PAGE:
ARC Review: Ruthless Gods

ruthless gods
Title:
Ruthless Gods
Author:
 Emily A. Duncan
Genre: Young Adult/Fantasy
Version: ebook – ARC
Page Count: 432
Publisher: Wednesday Books
Synopsis: GoodReads
Notable Notables: Dark, gothic atmosphere with no punches pulled; villain romance; diverse LGBTQA+ cast
Recommended Readers: Fans of the first book and cosmic horror enthusiasts
Rating: ★★☆☆☆

Thank you, NetGalley and the publisher, for providing this ARC in exchange for an honest review.

EDIT: I have changed my review from a four-star rating to a two-star rating on 4/11/21 to reflect my lingering feelings of dissatisfaction with this book and how unenthused this trilogy’s conclusion has left me.

I absolutely fell in love with Wicked Saints, the first book in the Something Dark and Holy trilogy by Emily A. Duncan. It connected with me on a level that I can’t fully explain; all I know is, it was one of those rare books where I read the ARC and went out to buy the published version that very same day.

Needless to say, I have been eagerly awaiting the sequel, Ruthless Gods, and was overjoyed to receive an ARC for it. I’m a bit disappointed to say that it didn’t resonate with me as strongly as its predecessor did. Its strong points came through splendidly, but its low points were detracting and, in some cases, downright annoying.

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ARC Review: House of Salt and Sorrows

house of salt and sorrowsTitle: House of Salt and Sorrows
Author:
 Erin A. Craig
Genre: Young Adult/Fantasy
Version: ARC – ebook
Page Count: 416
Publisher: Delacorte Press
Synopsis: GoodReads
Notable Notables: Fairytale retelling, spooky AF
Recommended Readers: Fans of “The Twelve Dancing Princesses” and ghost stories
Rating: ★★★★☆

Thank you, NetGalley and the publisher, for providing this ARC in exchange for an honest review.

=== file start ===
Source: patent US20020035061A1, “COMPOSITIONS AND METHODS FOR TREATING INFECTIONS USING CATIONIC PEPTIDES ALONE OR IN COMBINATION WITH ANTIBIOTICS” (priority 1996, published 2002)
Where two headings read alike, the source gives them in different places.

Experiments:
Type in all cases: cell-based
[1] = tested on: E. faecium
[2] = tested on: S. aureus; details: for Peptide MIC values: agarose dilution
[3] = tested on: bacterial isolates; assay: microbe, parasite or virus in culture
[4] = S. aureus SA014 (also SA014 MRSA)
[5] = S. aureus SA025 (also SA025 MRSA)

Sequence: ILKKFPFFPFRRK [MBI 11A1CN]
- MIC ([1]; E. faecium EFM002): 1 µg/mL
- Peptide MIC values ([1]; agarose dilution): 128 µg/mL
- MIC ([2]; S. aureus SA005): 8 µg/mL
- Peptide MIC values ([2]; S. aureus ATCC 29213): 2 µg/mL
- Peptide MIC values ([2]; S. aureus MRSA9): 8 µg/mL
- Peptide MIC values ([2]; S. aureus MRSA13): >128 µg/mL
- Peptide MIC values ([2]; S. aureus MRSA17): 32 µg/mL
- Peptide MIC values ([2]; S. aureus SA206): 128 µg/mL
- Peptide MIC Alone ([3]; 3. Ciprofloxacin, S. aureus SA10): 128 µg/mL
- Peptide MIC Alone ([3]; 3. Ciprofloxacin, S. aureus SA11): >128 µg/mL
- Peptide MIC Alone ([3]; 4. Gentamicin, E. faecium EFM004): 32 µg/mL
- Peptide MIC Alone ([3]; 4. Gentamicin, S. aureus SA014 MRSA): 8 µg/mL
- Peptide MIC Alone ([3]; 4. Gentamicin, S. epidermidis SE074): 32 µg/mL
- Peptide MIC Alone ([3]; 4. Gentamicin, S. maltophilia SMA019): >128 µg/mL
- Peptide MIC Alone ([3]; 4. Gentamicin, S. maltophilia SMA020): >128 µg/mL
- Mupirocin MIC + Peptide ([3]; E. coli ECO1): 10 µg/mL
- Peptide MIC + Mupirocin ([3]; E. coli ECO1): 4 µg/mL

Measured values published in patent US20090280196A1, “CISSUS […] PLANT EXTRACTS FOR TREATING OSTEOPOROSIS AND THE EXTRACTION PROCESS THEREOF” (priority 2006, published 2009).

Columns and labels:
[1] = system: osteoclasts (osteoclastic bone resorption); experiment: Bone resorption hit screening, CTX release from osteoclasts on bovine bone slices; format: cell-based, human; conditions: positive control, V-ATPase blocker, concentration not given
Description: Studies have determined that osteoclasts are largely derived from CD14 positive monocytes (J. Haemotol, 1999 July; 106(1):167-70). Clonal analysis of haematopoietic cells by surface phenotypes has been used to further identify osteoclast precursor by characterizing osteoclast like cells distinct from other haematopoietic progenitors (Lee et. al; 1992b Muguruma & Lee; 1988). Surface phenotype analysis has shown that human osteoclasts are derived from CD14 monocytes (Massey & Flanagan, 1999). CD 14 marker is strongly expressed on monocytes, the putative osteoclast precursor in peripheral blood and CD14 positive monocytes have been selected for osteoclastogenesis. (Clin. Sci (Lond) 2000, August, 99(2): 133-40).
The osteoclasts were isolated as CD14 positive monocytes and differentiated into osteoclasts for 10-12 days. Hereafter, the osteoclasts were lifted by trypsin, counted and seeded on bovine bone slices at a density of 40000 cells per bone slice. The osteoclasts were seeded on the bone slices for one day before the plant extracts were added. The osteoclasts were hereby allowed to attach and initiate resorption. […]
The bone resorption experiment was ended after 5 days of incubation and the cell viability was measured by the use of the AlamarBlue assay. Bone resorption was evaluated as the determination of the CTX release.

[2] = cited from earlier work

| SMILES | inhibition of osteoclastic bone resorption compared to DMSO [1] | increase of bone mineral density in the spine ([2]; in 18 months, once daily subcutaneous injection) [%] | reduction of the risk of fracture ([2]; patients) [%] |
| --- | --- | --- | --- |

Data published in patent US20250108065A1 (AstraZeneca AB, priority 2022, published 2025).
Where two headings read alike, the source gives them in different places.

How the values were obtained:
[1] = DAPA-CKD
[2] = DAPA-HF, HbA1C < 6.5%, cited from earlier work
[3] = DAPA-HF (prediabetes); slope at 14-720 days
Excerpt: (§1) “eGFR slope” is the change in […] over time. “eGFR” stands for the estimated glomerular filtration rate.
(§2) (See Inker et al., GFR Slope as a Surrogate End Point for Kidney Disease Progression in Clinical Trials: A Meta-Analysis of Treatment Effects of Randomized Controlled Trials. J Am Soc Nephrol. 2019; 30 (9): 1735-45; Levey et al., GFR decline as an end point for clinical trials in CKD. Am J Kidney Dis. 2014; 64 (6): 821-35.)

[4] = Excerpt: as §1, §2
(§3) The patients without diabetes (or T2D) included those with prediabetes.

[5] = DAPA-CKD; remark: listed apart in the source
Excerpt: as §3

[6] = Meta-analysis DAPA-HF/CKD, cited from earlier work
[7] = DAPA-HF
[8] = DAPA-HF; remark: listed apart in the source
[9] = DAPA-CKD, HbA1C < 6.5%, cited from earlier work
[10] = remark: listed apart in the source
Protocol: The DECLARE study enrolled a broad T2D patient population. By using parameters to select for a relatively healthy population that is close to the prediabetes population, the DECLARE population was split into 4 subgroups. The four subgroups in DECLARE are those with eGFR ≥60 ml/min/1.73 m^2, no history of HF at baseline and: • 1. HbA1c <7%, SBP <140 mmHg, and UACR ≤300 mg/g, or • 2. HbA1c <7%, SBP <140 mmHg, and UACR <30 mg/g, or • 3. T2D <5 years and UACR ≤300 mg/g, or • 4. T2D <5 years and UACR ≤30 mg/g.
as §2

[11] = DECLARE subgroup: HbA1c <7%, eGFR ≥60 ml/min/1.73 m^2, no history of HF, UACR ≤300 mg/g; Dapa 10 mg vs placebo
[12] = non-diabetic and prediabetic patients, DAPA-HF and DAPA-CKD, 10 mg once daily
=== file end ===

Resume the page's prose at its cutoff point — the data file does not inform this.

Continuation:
House of Salt and Sorrows by Erin A. Craig is a haunting debut that pulls no punches, and I hope Craig is so proud of it because I certainly am! This book delivered everything I had wanted out of The Wicked Deep–a maritime setting, a spooky mystery, and murder most foul–and cranked everything up to eleven.

The novel opens with a funeral. Annaleigh Thaumas is once again returning one of her sisters to the Salt after she mysteriously plunged to her death. Three others have been returned to the sea, and she, her father, and her seven remaining sisters have been steeped in mourning for years. That changes when her father’s new bride announces she’s pregnant. Thus, the Highmoor estate does what it never has before: it moves on.

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Book Review: Illuminae

illuminaeTitle: Illuminae
Author:
 Amie Kaufman & Jay Kristoff
Genre: Young Adult/Sci-Fi/Horror
Version: Hardcover
Page Count: 602
Publisher: Knopf Books for Young Readers
Synopsis: GoodReads
Notable Notables: Unconventional storytelling using unique formats
Recommended Readers: EVERYONE!
Rating: ★★★★★

My hat is off to Amie Kaufman and Jay Kristoff for Illuminaewhat a beautifully ambitious (and ambitiously beautiful) book! Their brand of crazy can only be my brand of crazy because nothing less could make me fall head over heels for a book that contains literally all of my fears concerning space in one place—and making me desperate for more!

I’m so happy I made Illuminae my first read of 2019. Talk about starting the year off with a bang.

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Book Review: Stalking Jack the Ripper

stalking-jack-the-ripper
Title: 
Stalking Jack the Ripper
Author:
 Kerri Maniscalco
Genre: Young Adult/Historical Fiction
Version: Hardback
Page Count: 326
Publisher: Jimmy Patterson
Synopsis: GoodReads
Notable Notables: Yay, feminism!
Recommended Readers: Gothic readers and fans of mystery with a dash of horror
Rating: ★★★☆☆

I have been on such a journey with Stalking Jack the Ripper by Kerri Maniscalco. When I first cracked open the book, I had low expectations, but it managed to surprised me with its keen heroine, Audrey Rose Wadsworth, and how delightfully descriptive it was with Victorian England’s way of handling cadavers. Throw in the Jack the Ripper mystery, and this was set to be a magnificent choice for Halloween-time reading.

But then things took a turn for the disappointing, and it all started with the introduction of Thomas Cresswell.

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